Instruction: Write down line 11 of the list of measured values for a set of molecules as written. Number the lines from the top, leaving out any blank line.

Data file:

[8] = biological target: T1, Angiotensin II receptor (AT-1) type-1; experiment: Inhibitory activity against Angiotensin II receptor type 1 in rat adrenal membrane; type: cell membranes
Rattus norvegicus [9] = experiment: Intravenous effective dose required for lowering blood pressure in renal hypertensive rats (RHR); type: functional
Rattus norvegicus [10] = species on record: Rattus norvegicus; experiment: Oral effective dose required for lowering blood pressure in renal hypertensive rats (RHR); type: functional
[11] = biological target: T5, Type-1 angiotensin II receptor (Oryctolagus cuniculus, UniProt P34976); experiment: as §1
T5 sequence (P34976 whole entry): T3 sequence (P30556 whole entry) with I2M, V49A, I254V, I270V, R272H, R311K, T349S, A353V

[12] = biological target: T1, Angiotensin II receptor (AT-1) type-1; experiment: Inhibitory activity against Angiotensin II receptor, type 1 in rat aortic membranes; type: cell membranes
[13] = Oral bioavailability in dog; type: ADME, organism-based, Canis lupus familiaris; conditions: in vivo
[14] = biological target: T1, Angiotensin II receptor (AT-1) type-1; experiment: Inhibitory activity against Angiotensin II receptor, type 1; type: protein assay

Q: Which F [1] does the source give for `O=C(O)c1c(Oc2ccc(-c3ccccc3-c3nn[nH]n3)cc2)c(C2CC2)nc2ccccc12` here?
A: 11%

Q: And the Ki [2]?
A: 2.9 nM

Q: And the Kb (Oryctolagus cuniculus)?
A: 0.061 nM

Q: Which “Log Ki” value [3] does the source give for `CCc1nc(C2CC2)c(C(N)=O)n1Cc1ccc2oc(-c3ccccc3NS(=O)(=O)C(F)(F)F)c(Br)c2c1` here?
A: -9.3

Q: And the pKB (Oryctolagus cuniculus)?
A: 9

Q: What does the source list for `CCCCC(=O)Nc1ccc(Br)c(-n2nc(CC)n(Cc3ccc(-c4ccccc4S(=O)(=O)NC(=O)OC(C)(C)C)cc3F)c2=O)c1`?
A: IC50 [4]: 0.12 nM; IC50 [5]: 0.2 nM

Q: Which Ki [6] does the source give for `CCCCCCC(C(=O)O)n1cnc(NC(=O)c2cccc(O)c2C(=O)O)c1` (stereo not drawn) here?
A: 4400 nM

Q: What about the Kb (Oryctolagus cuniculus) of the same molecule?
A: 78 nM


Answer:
Q: And the Ki [2]?